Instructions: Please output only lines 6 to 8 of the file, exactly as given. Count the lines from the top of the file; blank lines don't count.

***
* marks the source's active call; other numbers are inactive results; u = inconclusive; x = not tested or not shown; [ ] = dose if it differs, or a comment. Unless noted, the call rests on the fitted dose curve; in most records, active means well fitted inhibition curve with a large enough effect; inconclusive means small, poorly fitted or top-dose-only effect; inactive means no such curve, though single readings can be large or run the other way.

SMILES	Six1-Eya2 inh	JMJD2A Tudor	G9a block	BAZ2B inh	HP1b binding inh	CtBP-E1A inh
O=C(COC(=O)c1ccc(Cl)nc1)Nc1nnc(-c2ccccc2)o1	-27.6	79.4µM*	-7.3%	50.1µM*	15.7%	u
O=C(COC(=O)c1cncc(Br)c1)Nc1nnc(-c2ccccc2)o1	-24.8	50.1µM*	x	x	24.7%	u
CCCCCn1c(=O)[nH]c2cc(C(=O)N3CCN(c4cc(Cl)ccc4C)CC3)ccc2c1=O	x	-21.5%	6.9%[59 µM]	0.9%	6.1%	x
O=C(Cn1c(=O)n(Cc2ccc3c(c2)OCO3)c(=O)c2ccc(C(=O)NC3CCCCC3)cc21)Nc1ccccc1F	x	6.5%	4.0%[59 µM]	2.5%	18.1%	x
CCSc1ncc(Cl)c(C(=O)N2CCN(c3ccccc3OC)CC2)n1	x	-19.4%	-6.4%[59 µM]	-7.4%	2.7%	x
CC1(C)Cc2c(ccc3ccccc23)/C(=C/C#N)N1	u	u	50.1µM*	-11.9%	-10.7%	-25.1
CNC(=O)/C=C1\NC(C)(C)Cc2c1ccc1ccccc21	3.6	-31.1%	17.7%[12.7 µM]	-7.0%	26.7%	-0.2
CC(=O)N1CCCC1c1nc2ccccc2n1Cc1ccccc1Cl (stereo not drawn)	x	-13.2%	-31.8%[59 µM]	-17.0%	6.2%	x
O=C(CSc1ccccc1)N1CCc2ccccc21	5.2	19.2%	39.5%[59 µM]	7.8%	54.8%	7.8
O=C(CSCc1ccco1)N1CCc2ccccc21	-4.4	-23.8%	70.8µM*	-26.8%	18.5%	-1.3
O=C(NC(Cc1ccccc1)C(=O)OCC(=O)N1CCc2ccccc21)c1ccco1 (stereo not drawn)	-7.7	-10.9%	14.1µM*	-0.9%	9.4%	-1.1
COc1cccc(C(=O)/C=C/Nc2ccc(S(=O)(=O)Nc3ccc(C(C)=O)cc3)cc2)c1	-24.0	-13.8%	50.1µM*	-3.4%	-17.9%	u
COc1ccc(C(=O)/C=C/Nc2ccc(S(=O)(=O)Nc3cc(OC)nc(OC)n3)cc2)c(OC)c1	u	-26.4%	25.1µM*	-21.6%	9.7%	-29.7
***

O=C(Cn1c(=O)n(Cc2ccc3c(c2)OCO3)c(=O)c2ccc(C(=O)NC3CCCCC3)cc21)Nc1ccccc1F	x	6.5%	4.0%[59 µM]	2.5%	18.1%	x
CCSc1ncc(Cl)c(C(=O)N2CCN(c3ccccc3OC)CC2)n1	x	-19.4%	-6.4%[59 µM]	-7.4%	2.7%	x
CC1(C)Cc2c(ccc3ccccc23)/C(=C/C#N)N1	u	u	50.1µM*	-11.9%	-10.7%	-25.1